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dc.contributor.authorSievers, M
dc.contributor.authorChowdhury, MR
dc.contributor.authorAdame, MF
dc.contributor.authorBhadury, P
dc.contributor.authorBhargava, R
dc.contributor.authorBuelow, C
dc.contributor.authorFriess, DA
dc.contributor.authorGhosh, A
dc.contributor.authorHayes, MA
dc.contributor.authorMcClure, EC
dc.contributor.authorPearson, RM
dc.contributor.authorTurschwell, MP
dc.contributor.authorWorthington, Thomas
dc.contributor.authorConnolly, RM
dc.date.accessioned2020-09-23T23:30:06Z
dc.date.available2020-09-23T23:30:06Z
dc.date.issued2020-11
dc.identifier.issn0006-3207
dc.identifier.urihttps://www.repository.cam.ac.uk/handle/1810/310626
dc.description.abstractAccurately evaluating ecosystem status is vital for effective conservation. The Red List of Ecosystems (RLE) from the International Union for the Conservation of Nature (IUCN) is the global standard for assessing the risk of ecosystem collapse. Such tools are particularly needed for large, dynamic ecosystem complexes, such as the Indian Sundarbans mangrove forest. This ecosystem supports unique biodiversity and the livelihoods of millions, but like many mangrove forests around the world is facing substantial pressure from a range of human activities. Holistic, standardised and quantitative environment risk assessment frameworks are essential here, because previous assessments have either been qualitative in nature, or have generally considered single threats in isolation. We review these threats and utilise the RLE framework to quantitatively assess the risk of ecosystem collapse. Historical clearing and diminishing fish populations drove a status of Endangered (range: Vulnerable to Endangered), and ongoing threats including climate change and reduced freshwater supply may further impact this ecosystem. However, considering recent change, the outlook is more optimistic. Mangrove extent has stabilised, and analysis of mangrove condition highlights that only a small proportion of the forest is degraded. Using the RLE provides an authoritative avenue for further protection and recognition of the issues facing this UNESCO World Heritage Site. We also identify knowledge and data gaps in the Sundarbans that are likely common to coastal systems globally. By articulating these and presenting opportunities and recommendations, we aim to further the conservation goals of the IUCN and the implementation of its new assessment framework.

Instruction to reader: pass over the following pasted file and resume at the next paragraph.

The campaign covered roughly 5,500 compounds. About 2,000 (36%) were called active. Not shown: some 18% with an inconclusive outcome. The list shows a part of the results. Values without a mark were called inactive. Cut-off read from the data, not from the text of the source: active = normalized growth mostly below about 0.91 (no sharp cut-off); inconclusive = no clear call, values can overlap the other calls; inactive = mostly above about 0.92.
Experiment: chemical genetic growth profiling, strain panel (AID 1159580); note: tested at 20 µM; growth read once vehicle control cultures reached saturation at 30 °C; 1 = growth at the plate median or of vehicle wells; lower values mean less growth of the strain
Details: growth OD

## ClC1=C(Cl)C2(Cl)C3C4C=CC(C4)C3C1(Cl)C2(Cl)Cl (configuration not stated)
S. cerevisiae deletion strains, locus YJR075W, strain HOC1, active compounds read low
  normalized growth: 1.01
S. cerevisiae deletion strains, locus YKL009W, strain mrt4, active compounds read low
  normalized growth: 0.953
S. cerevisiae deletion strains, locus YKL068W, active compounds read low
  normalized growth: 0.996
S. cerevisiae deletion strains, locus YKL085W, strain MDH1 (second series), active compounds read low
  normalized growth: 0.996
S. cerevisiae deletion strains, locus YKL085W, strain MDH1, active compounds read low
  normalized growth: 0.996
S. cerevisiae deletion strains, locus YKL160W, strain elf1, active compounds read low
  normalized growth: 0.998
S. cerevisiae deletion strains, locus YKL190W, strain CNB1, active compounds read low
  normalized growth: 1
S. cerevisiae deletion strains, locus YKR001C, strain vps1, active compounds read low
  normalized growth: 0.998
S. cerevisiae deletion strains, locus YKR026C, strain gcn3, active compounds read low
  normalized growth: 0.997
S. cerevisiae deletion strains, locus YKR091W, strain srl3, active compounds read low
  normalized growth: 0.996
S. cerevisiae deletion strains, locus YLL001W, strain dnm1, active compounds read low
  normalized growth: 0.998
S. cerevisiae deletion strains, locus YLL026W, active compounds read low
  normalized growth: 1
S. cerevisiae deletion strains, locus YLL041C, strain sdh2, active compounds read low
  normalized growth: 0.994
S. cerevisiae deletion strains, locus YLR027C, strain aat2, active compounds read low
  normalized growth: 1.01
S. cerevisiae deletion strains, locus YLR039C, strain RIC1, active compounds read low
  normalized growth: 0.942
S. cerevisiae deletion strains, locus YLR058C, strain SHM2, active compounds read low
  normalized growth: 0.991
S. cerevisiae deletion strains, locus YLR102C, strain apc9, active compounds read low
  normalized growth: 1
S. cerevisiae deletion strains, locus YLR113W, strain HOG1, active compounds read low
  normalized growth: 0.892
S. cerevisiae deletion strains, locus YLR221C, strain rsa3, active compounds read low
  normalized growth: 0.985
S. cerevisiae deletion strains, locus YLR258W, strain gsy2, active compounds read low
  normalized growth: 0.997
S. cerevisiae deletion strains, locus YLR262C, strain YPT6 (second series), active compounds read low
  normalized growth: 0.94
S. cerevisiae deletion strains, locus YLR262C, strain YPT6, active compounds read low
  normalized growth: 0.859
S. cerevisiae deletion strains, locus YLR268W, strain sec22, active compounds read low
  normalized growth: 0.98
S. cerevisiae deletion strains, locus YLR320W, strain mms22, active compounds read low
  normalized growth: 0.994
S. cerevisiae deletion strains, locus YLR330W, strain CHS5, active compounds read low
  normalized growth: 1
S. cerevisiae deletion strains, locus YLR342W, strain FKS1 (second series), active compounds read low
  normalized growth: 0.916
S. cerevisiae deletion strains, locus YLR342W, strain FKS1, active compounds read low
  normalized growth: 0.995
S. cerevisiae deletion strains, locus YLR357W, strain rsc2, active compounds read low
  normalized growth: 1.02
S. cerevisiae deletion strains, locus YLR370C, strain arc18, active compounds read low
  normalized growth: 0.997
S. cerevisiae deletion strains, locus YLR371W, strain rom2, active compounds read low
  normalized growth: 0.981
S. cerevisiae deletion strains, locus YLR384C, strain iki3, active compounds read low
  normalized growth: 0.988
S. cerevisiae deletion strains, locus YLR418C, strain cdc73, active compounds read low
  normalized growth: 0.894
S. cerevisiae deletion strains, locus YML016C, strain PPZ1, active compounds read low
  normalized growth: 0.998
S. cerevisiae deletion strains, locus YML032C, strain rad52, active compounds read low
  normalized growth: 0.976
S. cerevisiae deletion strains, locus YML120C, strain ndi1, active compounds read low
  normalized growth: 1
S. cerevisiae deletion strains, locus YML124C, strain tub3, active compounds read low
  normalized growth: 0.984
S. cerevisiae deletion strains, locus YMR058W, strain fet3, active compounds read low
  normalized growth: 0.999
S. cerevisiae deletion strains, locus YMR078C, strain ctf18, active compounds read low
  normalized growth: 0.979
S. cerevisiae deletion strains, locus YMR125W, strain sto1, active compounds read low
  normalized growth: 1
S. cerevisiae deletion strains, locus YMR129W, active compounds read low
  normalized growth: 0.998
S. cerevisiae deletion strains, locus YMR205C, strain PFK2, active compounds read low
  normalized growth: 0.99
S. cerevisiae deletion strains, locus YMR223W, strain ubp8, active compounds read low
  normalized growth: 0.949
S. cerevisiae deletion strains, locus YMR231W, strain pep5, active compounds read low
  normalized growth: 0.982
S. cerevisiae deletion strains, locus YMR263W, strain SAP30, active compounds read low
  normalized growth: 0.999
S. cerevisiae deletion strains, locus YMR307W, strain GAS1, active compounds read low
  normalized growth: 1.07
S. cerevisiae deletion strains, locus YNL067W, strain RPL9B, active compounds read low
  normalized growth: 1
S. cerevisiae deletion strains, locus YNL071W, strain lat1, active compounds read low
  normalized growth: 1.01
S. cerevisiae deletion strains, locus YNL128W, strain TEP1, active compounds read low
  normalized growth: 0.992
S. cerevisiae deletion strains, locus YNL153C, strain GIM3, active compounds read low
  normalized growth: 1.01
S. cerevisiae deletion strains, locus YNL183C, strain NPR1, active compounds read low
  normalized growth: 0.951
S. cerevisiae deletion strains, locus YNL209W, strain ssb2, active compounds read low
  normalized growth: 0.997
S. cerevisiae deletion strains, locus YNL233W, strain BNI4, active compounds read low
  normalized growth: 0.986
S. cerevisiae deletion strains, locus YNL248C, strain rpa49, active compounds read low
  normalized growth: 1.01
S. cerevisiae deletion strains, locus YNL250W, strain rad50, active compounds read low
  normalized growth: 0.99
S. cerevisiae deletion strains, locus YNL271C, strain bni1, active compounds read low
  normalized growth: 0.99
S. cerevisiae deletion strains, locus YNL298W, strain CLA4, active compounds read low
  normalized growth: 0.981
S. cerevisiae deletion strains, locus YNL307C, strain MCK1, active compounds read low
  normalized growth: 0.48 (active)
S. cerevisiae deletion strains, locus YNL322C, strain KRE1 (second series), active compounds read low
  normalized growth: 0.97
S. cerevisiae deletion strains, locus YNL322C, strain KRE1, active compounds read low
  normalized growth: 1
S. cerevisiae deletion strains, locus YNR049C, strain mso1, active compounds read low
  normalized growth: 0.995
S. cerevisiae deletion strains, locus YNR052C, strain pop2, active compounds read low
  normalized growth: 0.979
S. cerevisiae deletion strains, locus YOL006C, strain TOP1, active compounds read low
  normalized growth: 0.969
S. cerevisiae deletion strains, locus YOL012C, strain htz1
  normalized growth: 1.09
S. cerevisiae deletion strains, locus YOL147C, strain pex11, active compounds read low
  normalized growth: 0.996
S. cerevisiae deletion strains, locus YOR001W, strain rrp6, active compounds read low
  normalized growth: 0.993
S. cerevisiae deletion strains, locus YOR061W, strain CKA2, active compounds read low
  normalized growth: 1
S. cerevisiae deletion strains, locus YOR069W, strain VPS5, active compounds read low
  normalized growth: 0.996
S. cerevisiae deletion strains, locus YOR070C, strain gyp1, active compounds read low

dc.publisherElsevier BV
dc.rightsAttribution-NonCommercial-NoDerivatives 4.0 International
dc.rights.urihttps://creativecommons.org/licenses/by-nc-nd/4.0/
dc.titleIndian Sundarbans mangrove forest considered endangered under Red List of Ecosystems, but there is cause for optimism
dc.typeArticle
prism.publicationDate2020
prism.publicationNameBiological Conservation
prism.volume251
dc.identifier.doi10.17863/CAM.57724
dcterms.dateAccepted2020-08-14
rioxxterms.versionofrecord10.1016/j.biocon.2020.108751
rioxxterms.versionAM
rioxxterms.licenseref.urihttp://www.rioxx.net/licenses/all-rights-reserved
rioxxterms.licenseref.startdate2020-11-01
dc.contributor.orcidWorthington, Thomas [0000-0002-8138-9075]
dc.identifier.eissn1873-2917
rioxxterms.typeJournal Article/Review
cam.issuedOnline2020-09-04
cam.orpheus.successTue Oct 06 10:23:42 BST 2020 - Embargo updated
rioxxterms.freetoread.startdate2022-05-01


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Attribution-NonCommercial-NoDerivatives 4.0 International
Except where otherwise noted, this item's licence is described as Attribution-NonCommercial-NoDerivatives 4.0 International